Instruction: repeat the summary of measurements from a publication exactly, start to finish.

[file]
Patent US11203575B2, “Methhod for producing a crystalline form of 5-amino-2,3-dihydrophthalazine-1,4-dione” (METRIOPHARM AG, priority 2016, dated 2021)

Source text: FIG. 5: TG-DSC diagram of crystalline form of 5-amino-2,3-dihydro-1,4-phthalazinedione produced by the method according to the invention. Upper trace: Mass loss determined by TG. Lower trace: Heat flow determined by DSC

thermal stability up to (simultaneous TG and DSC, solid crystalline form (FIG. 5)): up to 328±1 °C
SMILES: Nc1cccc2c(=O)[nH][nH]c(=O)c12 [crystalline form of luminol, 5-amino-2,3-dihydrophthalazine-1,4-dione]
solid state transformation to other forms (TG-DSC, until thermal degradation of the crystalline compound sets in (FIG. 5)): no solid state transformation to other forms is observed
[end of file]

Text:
Patent US11203575B2, “Methhod for producing a crystalline form of 5-amino-2,3-dihydrophthalazine-1,4-dione” (METRIOPHARM AG, priority 2016, dated 2021)

Source text: FIG. 5: TG-DSC diagram of crystalline form of 5-amino-2,3-dihydro-1,4-phthalazinedione produced by the method according to the invention. Upper trace: Mass loss determined by TG. Lower trace: Heat flow determined by DSC

thermal stability up to (simultaneous TG and DSC, solid crystalline form (FIG. 5)): up to 328±1 °C
SMILES: Nc1cccc2c(=O)[nH][nH]c(=O)c12 [crystalline form of luminol, 5-amino-2,3-dihydrophthalazine-1,4-dione]
solid state transformation to other forms (TG-DSC, until thermal degradation of the crystalline compound sets in (FIG. 5)): no solid state transformation to other forms is observed